وام های بانکی و اثرات سیاست پولی در چین: روش VAR / VECM
|کد مقاله||سال انتشار||مقاله انگلیسی||ترجمه فارسی||تعداد کلمات|
|26963||2010||33 صفحه PDF||سفارش دهید||14256 کلمه|
Publisher : Elsevier - Science Direct (الزویر - ساینس دایرکت)
Journal : China Economic Review, Volume 21, Issue 1, March 2010, Pages 65–97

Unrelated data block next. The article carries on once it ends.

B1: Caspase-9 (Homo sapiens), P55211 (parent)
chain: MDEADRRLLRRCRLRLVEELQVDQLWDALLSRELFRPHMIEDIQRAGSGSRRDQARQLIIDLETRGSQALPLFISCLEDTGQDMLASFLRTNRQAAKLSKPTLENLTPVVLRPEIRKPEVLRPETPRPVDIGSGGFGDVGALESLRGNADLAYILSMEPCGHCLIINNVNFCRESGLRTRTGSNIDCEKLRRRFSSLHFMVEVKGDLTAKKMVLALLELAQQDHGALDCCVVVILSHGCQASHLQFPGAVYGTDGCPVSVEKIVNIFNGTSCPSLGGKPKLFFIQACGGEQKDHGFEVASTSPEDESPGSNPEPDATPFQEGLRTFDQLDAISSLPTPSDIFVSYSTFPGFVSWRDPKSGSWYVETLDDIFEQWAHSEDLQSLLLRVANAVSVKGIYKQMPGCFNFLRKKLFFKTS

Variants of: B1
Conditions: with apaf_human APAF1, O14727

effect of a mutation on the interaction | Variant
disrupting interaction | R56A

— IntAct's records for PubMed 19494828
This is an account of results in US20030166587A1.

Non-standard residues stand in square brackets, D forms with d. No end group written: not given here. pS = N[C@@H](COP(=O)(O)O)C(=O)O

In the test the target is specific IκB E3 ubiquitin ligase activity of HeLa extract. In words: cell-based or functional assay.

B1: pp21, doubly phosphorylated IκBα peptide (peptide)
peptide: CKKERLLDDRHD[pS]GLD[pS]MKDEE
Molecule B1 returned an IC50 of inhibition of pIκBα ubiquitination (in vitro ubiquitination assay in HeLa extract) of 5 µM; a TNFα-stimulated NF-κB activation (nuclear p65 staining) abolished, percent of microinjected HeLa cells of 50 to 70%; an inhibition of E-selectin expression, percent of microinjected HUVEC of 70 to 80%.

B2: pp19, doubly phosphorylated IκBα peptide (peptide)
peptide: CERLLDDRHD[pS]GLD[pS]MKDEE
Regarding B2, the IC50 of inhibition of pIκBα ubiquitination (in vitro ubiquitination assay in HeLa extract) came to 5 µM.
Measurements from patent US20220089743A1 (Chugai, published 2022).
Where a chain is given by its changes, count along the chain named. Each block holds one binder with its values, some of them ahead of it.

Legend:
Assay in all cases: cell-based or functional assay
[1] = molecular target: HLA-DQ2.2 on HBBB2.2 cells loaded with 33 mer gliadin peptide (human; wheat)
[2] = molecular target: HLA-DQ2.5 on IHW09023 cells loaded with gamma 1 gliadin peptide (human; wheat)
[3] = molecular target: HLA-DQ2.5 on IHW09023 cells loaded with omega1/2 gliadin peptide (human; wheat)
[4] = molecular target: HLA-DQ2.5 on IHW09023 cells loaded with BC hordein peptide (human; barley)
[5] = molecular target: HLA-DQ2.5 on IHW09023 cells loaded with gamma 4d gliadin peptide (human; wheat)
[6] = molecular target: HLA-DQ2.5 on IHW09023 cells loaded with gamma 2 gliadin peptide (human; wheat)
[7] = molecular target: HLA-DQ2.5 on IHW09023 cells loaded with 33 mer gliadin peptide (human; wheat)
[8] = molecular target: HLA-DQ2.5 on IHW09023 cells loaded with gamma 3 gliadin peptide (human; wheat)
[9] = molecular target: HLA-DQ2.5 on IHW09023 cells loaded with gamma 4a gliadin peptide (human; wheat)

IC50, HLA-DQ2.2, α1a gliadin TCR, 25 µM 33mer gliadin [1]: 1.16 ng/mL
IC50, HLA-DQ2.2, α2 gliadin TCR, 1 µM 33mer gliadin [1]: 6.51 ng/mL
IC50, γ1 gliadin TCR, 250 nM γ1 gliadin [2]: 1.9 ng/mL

In this paper, we test the differential effects of monetary policy shock on aspects of banks' balance sheets (deposits, loans, and securities) across bank categories (aggregate banks, state banks, and non-state banks) as well as on macroeconomic variables (output, consumer price index, exports, imports, and foreign exchange reserves). We do so by estimating VAR/VEC Models to uncover the transmission mechanisms of China's monetary policy. Also we identify the cointegrating vectors to establish the long-run relationship between these variables. By using monthly aggregate bank data and disaggregated data on bank and loan types from 1996 to 2006, our study suggests the existence of a bank lending channel, an interest rate channel and an asset price channel. Furthermore, we discuss and explore the distribution and growth effects of China's monetary policy on China's real economy. In addition, we investigate the effects of China's monetary policy on China's international trade. Finally, we identify the cointegrating vectors among these variables and set up VEC Models to uncover the long-run relationships that connect the indicators of monetary policy, bank balance sheet variables and the macroeconomic variables in Chin